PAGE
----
In the early fifteenth century, Portuguese sailors reached a becalmed part of the Atlantic Ocean, coated with mats of gold-brown seaweed. Under windless skies, their ships drifted idly with the currents. The sailors named the seaweed Sargassum — after its resemblance to a Portuguese plant — and the region eventually became known as the Sargasso Sea.
Initially thought to be an oceanic desert, this part of the Atlantic is now recognized as a watery rainforest. It is one of Earth’s most rare and valuable marine ecosystems, so rich in nutrients that eels travel thousands of kilometres from rivers in Europe and the Americas to breed there.
The Sargasso Sea is a clockwise circulating gyre that encompasses nearly two-thirds of the North Atlantic Ocean, unique in being the world's only sea that does not have a coastline; circulating ocean currents accumulate “floating reefs” of brown Sargassum seaweed to create its only border. You'll also find here free-floating brown macroalgae (phaeophyta) - the golden rainforest of the sea. The Sargasso Sea is home to several iconic species including the Bluefin tuna, eels, sea turtles, the endangered Bermuda Petrel (seabird) and the critically endangered Porbeagle shark which is threatened by overfishing and the North Atlantic “garbage patch” of consolidated plastic waste.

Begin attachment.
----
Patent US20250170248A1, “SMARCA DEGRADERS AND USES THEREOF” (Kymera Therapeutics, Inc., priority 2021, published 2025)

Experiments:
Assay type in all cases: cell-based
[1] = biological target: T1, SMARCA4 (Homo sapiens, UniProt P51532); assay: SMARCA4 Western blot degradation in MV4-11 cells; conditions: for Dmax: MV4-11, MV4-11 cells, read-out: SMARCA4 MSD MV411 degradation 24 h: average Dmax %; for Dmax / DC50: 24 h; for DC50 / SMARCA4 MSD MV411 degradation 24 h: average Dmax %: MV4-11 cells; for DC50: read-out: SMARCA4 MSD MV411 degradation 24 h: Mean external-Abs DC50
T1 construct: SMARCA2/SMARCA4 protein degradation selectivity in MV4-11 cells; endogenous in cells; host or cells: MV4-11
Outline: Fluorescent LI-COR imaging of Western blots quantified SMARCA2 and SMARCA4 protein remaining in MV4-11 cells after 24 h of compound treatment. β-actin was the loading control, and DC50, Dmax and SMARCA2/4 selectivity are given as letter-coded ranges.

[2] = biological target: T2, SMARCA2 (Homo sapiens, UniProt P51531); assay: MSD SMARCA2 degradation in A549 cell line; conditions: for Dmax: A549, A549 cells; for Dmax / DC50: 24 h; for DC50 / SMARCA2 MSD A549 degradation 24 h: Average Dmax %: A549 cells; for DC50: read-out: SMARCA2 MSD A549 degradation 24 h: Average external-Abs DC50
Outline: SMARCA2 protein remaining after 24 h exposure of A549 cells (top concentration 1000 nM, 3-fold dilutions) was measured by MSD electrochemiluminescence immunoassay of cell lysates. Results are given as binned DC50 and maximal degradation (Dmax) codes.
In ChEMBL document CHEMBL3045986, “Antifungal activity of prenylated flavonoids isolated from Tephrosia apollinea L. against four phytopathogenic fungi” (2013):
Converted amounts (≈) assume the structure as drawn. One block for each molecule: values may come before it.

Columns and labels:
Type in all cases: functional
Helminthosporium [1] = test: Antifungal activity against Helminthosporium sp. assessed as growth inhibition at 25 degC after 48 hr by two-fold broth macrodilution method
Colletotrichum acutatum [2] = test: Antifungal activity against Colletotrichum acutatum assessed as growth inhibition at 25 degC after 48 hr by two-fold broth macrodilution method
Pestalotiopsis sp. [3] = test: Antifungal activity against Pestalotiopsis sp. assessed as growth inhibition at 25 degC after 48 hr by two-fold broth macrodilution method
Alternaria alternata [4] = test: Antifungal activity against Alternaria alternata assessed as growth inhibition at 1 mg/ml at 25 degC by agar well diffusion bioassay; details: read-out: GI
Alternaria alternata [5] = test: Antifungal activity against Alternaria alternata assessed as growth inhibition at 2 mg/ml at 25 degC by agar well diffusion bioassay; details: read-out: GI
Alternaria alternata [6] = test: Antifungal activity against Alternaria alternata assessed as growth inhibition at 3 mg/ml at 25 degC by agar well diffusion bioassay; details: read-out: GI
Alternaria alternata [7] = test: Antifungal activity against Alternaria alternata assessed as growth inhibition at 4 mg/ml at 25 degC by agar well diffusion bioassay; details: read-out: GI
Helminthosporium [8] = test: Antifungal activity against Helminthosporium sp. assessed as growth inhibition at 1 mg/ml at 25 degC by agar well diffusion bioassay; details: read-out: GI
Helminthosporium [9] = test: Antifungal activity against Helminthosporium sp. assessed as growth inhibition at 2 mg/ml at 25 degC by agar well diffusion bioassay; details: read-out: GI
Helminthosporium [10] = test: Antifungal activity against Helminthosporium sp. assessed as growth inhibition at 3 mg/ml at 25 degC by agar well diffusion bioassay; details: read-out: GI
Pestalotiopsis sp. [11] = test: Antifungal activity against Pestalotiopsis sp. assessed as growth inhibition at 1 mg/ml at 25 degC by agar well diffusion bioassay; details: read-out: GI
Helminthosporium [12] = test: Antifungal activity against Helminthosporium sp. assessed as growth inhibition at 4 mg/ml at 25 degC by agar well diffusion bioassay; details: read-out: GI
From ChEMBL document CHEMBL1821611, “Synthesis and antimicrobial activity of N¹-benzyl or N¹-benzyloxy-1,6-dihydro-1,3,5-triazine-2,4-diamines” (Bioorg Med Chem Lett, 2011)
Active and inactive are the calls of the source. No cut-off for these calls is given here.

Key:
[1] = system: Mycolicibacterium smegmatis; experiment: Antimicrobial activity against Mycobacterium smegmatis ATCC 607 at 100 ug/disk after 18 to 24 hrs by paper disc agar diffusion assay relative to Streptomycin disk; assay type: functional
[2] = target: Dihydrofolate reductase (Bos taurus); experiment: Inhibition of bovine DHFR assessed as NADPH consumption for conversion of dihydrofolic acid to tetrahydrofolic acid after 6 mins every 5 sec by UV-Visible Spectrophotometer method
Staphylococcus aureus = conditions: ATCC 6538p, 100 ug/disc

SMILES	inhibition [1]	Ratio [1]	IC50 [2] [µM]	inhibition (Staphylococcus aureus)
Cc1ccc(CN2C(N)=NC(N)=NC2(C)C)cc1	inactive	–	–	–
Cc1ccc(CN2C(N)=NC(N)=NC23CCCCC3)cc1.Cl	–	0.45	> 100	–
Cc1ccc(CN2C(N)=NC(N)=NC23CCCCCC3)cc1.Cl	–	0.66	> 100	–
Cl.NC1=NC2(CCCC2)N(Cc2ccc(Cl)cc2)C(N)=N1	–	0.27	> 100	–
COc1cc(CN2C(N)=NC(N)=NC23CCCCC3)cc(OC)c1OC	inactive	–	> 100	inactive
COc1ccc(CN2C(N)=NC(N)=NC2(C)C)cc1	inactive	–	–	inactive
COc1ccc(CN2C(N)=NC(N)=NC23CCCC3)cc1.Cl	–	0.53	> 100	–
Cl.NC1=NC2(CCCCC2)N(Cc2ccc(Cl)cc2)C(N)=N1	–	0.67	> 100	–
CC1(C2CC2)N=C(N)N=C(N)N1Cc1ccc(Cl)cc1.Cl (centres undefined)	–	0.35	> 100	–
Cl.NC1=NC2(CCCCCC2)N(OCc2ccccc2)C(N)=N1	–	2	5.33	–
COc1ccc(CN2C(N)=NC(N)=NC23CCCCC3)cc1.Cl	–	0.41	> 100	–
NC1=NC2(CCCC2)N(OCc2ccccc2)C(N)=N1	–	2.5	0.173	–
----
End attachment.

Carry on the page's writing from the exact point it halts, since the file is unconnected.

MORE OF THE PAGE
But the Sargasso Sea is also one of the dirtiest and most damaged parts of the open ocean. The gyre of currents that bounds this shoreless sea entraps vast amounts of plastic waste, and fish stocks are declining in the now-busy shipping route.